He painted only the wild orchids of England, in the meticulous and uninspired fashion of the naturalists of the nineteenth century. There are well-authenticated cases of the successful treatment by these means of such stubborn disabilities as Ian, you might be dead for fifty years, but you are in trouble now, buddy: I have enough.
Tracy has enough.
It will be fun saving up to download something we want but can't quite afford. That is the only kind of money to have - not quite enough. When the sun gets hotter in May, and nearly melts my brain, I might get back to my next Bond novel. For now, it is time to get back to 'The Power of the Dog' by Thomas Savage, the dark, bleak, depressing kind of book that I read on a normal day.
Normal service resumed: What do you think about it? Apr 21, Howard Olsen rated it it was amazing. One of the great Bond books, this is the one famous for ending with Bond being married to Tracy, one of his conquests it's also famous as the only Bond film starring the immortal George Lazenby.
It also has a typically epic adventure as Bond travels to the Swiss Alps to stop Blofeld from attacking British agriculture with biological weapons. Of all the Bond books, this is probably the one that works best as a piece of literature. We learn a lot about Bond's character: The story begins with his drafting of a resignation letter, but once he is on the trail of Blofeld, we can sense his excitement and sense of duty Bond's ski-bound escape from Blofeld's mountain is one Fleming's best adventure writing.
You could even say this book has a theme: He also acquires a hearty father-in-law from a Corsican crime family. Bond also develops a touching relationship with Tracy, whom he comes to love, even after treating her dismissively after their initial night together.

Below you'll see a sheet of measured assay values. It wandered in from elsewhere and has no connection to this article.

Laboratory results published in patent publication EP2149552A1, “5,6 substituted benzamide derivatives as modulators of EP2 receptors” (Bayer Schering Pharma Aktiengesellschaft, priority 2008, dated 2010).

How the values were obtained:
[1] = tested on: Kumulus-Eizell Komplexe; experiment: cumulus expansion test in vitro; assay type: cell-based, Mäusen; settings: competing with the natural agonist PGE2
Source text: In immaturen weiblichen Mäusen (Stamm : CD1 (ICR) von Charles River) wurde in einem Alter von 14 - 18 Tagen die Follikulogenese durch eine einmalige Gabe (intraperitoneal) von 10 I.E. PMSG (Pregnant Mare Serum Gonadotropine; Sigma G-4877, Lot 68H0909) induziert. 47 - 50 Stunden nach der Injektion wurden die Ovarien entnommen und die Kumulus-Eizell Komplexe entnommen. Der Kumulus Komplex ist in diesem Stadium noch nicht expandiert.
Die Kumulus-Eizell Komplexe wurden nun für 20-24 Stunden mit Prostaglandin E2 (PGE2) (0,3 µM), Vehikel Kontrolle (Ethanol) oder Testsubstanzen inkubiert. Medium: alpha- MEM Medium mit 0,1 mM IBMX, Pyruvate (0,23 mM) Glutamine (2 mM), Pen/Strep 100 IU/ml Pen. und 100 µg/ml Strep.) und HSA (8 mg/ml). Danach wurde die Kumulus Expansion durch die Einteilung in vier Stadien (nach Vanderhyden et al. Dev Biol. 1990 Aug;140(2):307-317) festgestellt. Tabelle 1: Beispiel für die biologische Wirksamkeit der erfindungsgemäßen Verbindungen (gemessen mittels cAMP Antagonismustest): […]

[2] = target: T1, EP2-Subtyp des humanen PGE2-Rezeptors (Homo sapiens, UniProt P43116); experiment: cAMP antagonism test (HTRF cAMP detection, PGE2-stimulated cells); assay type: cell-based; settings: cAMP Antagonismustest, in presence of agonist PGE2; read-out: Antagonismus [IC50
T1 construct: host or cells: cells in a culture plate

Bond's relationship with father-figure M is also explored, as is the effect on family life that a career in the Secret Service can have.
On Her Majesty's Secret Service recap: a 007 outlier with a truly human Bond
Appropriately, Bond's cover for infiltrating Blofeld's organization is as a geneologist and expert in heraldry. The relationships within the book are also well developed; I don't think there's another Bond book that delves so much into the relationship between Bond and M, for example.
But everyone with whom Bond interacts - from the casino employees at Royale to Blofeld's henchmen to the women Bond encounters in Switzerland - all have fully formed interactions with Bond. This is not to say this is a perfect book. For one thing, it gives every indication of being two books that were combined into one.
Tracy disappears from the middle section of the book and has little to do with the Blofeld plot until she appears out of nowhere to rescue Bond babeus ex machina.
I don't think it would have required too much effort for Fleming to place Tracy on Blofeld's mountain or at least the periphery ; but, then again, that would mean Bond would not have been able to seduce one of Blofeld's women so If you are a Bond fan, casual or serious, this is one of the essential ones.
Even if you are not a Bond fan, and have perhaps been put off by the dated racism and sexism in some of his other books, there's nothing to worry about here.